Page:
'Puzzling' Abundance of 'Scarce Resource for Nuclear Reactors' Found on Earth, Study Says
An apparent increase of helium-3 in the atmosphere detected by researchers was reportedly described by the lead of a study as “puzzling”, as the team does not have “a good explanation” for the source of that isotope yet.
Helium-3 (3He), a rare isotope of helium which could potentially be exploited as an energy source in the future, can be found on our planet in a greater quantity than was previously believed, new study suggests.
Led by Benjamin Birner, a postdoctoral scholar in geosciences at the University of California San Diego, the team that conducted the research in question arrived at these conclusions while measuring the overall increase in anthropogenic helium emissions that arises from fossil fuel consumption, according to Vice’s Motherboard.
As Birner explained to the media outlet in an email, while they only measured the change in atmospheric helium-4 (4He) – a much more common isotope of helium – "previous work by other researchers indicates that the helium isotopic ratio of the atmosphere (3He/4He) is roughly stable".
"Together these observations imply an increase in atmospheric 3He that matches the rise in 4He or we would see a change in the atmospheric isotope ratio", he added.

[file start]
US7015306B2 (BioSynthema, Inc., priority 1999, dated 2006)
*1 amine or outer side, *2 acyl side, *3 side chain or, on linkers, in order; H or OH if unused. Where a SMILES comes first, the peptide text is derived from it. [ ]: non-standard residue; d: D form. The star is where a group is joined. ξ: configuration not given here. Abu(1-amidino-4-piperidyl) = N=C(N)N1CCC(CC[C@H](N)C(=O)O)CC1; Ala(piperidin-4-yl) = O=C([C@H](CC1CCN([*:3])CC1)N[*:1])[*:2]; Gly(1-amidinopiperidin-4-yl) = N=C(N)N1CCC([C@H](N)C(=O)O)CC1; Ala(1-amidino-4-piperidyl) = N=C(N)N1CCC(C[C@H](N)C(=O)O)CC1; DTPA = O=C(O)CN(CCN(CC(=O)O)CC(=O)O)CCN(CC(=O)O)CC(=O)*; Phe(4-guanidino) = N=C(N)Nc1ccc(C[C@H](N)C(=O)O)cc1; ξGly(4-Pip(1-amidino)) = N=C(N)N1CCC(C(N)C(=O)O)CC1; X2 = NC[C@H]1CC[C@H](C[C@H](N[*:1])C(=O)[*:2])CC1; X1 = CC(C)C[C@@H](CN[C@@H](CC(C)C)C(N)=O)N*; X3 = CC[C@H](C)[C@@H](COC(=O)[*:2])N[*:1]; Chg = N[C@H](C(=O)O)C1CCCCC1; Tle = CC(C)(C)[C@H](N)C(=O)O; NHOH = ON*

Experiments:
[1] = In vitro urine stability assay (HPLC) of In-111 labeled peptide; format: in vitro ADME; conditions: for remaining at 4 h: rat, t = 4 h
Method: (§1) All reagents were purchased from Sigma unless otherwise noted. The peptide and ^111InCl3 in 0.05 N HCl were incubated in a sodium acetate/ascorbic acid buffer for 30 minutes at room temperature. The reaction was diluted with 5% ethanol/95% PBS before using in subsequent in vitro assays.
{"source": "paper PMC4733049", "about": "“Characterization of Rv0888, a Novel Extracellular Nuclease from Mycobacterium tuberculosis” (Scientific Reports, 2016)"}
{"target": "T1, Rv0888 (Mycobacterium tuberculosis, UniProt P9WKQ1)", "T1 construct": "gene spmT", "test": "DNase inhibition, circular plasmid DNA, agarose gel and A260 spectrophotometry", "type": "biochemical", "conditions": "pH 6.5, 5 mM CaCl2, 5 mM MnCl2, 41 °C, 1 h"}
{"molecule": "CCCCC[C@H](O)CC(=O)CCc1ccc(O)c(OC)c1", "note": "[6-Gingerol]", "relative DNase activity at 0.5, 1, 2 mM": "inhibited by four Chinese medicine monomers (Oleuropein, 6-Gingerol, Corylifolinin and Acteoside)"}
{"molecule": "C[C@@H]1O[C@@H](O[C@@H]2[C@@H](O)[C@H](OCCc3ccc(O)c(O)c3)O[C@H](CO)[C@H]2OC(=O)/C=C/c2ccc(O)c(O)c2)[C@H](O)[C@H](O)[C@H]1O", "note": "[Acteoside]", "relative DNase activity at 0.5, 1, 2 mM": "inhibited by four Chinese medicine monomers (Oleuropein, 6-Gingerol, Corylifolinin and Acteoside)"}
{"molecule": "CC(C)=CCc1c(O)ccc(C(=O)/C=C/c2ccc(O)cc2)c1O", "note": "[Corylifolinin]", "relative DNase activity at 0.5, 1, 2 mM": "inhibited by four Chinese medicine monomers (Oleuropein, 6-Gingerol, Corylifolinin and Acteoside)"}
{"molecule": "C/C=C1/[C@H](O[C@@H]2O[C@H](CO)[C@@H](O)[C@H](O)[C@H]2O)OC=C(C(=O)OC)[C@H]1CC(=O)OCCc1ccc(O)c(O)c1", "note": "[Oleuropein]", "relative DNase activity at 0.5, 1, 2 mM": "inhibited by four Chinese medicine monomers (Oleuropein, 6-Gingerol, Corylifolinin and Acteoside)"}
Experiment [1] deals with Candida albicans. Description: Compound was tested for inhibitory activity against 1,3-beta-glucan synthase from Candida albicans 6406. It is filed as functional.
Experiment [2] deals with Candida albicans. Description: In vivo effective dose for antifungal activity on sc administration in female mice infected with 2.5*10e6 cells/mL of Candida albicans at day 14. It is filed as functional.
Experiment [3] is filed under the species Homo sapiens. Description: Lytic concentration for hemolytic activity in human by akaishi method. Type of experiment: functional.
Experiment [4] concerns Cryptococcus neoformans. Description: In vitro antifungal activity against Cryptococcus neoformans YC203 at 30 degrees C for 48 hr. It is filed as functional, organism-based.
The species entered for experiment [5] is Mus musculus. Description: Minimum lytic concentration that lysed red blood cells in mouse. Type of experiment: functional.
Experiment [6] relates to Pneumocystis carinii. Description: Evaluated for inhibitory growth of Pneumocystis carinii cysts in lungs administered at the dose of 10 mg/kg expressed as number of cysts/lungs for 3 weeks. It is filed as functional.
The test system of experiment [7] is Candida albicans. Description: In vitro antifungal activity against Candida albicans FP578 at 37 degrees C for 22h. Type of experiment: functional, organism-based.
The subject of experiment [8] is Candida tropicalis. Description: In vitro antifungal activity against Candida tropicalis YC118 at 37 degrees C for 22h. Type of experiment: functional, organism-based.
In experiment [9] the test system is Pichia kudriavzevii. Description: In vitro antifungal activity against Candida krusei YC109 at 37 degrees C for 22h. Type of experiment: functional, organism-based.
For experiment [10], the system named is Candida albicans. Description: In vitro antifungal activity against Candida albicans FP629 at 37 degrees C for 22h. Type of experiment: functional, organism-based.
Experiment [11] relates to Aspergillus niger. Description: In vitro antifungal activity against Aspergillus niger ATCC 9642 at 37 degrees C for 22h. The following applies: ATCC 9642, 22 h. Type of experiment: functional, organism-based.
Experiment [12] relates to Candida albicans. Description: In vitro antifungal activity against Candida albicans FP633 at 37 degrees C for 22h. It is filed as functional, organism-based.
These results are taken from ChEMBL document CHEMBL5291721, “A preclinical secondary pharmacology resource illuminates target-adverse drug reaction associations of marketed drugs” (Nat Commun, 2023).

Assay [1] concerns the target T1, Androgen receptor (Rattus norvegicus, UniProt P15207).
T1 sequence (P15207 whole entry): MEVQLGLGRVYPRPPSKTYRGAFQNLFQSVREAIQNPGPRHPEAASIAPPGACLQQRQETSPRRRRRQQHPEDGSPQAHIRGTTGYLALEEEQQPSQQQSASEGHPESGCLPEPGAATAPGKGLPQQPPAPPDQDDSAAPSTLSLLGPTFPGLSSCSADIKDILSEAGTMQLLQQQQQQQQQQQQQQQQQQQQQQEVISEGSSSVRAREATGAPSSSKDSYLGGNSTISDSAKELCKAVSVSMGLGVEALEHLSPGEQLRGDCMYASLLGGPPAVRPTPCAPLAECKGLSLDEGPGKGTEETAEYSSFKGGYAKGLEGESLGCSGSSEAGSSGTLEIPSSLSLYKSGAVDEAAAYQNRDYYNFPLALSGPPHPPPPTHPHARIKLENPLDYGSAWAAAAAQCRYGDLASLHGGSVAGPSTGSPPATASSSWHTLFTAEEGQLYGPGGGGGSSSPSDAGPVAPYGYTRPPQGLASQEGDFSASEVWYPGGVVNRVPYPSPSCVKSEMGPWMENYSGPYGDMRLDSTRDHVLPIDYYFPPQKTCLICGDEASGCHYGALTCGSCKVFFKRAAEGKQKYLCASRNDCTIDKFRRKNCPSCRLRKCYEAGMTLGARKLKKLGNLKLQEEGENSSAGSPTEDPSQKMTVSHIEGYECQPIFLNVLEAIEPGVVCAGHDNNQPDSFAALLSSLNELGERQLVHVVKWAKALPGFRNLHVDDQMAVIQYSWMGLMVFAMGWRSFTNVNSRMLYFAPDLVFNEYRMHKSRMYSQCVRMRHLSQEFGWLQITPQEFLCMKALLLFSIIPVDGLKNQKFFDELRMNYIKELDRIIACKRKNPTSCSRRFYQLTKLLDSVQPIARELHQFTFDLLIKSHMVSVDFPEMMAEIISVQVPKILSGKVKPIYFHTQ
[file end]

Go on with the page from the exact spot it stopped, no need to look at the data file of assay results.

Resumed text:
Birner also observed that this increase in helium-3 is "quite puzzling", as the team does not have "a good explanation for the source of this 3He so far".
"It's quite an important puzzle to solve also because 3He is an important and scarce resource for nuclear fusion reactors", the researcher elaborated. "Based on the reported uncertainties in previous studies of the atmospheric 3He/4He trend, the buildup of 3He looks significant, but our study clearly motivates a closer look at the atmospheric 3He/4He trend".
The new research, published in Nature Geosciences this week, postulates that "the inferred rise in atmospheric helium-3 greatly exceeds estimates of anthropogenic emissions from natural gas, nuclear weapons and nuclear power generation", which may imply "potential problems with previous isotope measurements or an incorrect assessment of known sources".
9 February, 16:44 GMT
As the media outlet points out, helium-3 could eventually be used as an energy source for fusion reactors of the future, which would generate large amounts of power while producing small quantities of waste and radiation in the process, although such reactors are yet to be developed.
The apparent scarcity of helium-3 on Earth, however, would make such a scheme somewhat difficult to accomplish, although this helium isotope is believed to be far more abundant on the Moon.